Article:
You might take care of a loved one in your home or theirs. Whether you do it full time or just help out once in a while, consider these things when caring for an older adult.
Talk to your loved one about what kind of help they think they need and how they’d like to get it. It can be hard sometimes to plan ahead, because you don’t know how needs will change. But come up with a road map for care.
Get your loved one’s doctor involved. Make sure you know all their health problems and what level of care they might require.
Ask these questions: Is your loved one able to stay at home alone with help from time to time? Or would it be better for them to move in with you or into a facility? Make a care plan to chart what kind of help they need.
Types of Care
You might have to provide different kinds of support depending on your loved one’s needs:
Personal care: They might need help with bathing, dressing, grooming, and other personal care. This could include helping them get to the bathroom and cleaning themselves after. For aging parents, it’s a role reversal because they’re used to taking care of their kids. If either of you is uncomfortable with bathing or toilet care, you may want to hire a home health aide.
Household help: They might need help with cleaning, laundry, and yard work. Food also can be a key part of caregiving. Your loved one could need help grocery shopping and preparing healthy meals. You can cook for them or have some meals delivered. Taking your loved one out to eat or bringing them to your home gives them a chance to be social and visit with other people.
Emotional support: Your loved one might need you to spend time with them, just talking and offering emotional support. They could come to rely on you for regular visits to keep them company, so they don’t get lonely. Sometimes older people can easily forget things or get grumpy. Be calm and patient with them when you’re together.
Health care: You might need to help with their medical needs, like making sure they take medicines or going with them to doctor’s appointments. To make it easier, you can prepare pillboxes that have each day’s pills ready for a whole week. It helps to go to doctor visits to ask questions and take notes.
Understand Health Issues
There’s a chance your loved one will have some health concerns. Older people often have issues like heart disease, Alzheimer’s, and depression.
It’s important that you learn about any health problems, so you know what to look out for. You’ll be able to spot symptoms if things get worse. You’ll also be better prepared at doctor visits to give updates on their health.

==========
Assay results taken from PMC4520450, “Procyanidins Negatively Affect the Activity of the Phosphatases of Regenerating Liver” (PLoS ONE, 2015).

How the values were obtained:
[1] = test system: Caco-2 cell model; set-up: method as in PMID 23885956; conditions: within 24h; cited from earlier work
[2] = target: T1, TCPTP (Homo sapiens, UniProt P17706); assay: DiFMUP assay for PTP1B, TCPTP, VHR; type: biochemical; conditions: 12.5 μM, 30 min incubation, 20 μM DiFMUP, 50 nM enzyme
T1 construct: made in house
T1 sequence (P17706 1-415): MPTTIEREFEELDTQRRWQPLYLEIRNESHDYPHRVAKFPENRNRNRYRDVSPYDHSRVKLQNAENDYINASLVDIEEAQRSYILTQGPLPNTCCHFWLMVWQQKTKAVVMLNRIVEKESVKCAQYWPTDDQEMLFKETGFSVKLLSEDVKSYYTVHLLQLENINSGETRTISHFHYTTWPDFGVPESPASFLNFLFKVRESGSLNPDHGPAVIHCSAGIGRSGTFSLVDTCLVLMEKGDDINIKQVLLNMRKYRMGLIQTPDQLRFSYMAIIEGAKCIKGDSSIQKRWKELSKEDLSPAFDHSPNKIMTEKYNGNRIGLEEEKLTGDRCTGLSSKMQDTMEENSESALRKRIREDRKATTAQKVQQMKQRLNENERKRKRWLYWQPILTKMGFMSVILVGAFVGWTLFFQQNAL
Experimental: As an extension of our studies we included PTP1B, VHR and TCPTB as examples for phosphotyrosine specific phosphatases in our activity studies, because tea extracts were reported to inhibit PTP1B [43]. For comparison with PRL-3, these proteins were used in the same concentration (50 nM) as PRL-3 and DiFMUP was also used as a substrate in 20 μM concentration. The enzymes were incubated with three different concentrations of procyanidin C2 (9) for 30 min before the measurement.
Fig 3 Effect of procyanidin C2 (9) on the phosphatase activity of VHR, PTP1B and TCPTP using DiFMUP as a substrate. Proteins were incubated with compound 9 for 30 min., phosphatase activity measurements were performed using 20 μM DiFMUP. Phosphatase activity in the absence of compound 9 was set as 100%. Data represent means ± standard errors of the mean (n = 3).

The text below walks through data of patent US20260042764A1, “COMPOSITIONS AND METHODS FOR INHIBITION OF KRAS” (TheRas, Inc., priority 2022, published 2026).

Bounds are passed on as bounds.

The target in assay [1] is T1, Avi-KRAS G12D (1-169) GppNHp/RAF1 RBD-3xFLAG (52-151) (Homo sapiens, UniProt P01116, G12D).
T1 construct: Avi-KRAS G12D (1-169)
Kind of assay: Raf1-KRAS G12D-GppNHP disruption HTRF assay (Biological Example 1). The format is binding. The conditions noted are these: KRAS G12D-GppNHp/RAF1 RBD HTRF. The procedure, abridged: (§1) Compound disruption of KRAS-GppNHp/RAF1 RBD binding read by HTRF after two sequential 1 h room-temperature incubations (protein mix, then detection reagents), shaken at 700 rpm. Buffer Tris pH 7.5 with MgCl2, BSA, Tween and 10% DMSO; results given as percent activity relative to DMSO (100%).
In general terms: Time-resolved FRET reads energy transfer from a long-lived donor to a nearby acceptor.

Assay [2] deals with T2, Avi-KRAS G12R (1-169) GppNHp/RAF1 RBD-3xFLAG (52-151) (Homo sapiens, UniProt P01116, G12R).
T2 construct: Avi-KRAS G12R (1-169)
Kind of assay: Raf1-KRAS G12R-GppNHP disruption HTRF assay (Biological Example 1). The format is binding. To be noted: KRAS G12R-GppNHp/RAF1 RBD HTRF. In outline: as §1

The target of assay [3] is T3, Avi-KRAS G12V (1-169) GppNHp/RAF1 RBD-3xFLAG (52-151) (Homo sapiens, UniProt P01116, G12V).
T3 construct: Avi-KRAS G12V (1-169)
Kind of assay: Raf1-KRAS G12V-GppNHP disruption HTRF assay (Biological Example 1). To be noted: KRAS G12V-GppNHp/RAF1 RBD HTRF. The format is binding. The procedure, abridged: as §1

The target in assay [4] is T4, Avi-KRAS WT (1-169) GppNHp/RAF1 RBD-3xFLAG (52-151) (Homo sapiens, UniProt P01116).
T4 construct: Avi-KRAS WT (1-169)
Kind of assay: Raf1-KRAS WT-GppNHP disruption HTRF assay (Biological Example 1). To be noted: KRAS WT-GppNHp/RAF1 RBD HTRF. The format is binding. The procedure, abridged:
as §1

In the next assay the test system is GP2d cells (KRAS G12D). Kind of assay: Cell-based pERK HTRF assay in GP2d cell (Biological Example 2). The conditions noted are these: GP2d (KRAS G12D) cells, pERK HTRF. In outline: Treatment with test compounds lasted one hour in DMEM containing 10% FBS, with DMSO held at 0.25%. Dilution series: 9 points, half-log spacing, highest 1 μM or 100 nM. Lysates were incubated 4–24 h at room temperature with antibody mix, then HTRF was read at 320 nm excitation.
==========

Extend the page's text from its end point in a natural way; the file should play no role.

Make the Home Safe
Whether your loved one is staying in their home or yours, make safety a priority. Take steps to reduce their risk of falling, and other basic safety measures like these:
- Remove throw rugs.
- Place non-skid strips on hardwood and tile floors.
- Add safety rails in showers and tubs and near the toilet.
- Reduce water temperature to below 120 F (48.9 C).
- Move furniture and clear clutter to create clear, wide paths.
- Place nightlights throughout the home.
- Cover stairs with non-skid strips or carpet, and install nightlights at the top and bottom.
Know That Plans Can Change
You have a care plan today that’s working well. But your loved one’s needs can change.
Keep track of how things are going to make sure your plan still meets their needs. You may find you can’t provide enough medical care or aren’t able to be around all the time the way your loved one needs.
And if you're injured or come down with an illness like COVID-19 yourself, you’ll need to have a backup plan in place. Choose someone who can take care of your loved one if you can’t. Don't risk spreading the illness to them.
At that time, you’ll need to have a talk with them and their doctor about better options. It’s important to communicate and always take stock of the relationship to make sure you’re doing what’s best for everyone.
Take Care of Yourself
When you’re caring for someone else, it’s often hard to focus on your own needs. You may even feel guilty when you do. But taking care of yourself will help you be more focused and do a better job for your loved one. There are a few things you can do to stay on top of your game:
- Make time for sleep. A daily routine can help teach your body and mind it’s time for sleep.
- Try a mindfulness practice. Yoga or tai chi help you relax.
- Don’t forget to eat. Skipping meals can make you irritable and tired. Get plenty of healthy food and cut back on alcohol.
- Stay connected. Friends and family can help you feel less alone.If you need more structured support, check with local hospitals or organizations for your loved one’s conditions.
National Institute on Aging: “Aging in Place: Growing Older at Home.”
Family Caregiver Alliance: “Hiring In-Home Help,” “ ‘Parenting’ Your Elderly Parents.”
Aging in Place: “Caregiver Responsibilities List: Caring For My Parents,” “Home Care For The Elderly In Their Own Homes: Important Things To Remember.”
Ameritech College of Healthcare: “Understanding How to Provide Care to Elderly Patients.”
SeniorLiving.org: “Tips for Caregivers of Elderly Loved Ones.”
Mayo Clinic: “Home safety tips: Preparing for Alzheimer's caregiving.”
AARP: “How to Make a Home Safe for Your Aging Parent.”
Aging.com: “What is a Caregiver and How Can They Help You or a Loved One?"
Johns Hopkins Medicine: “Coronavirus and COVID-19: Caregiving for the Elderly.”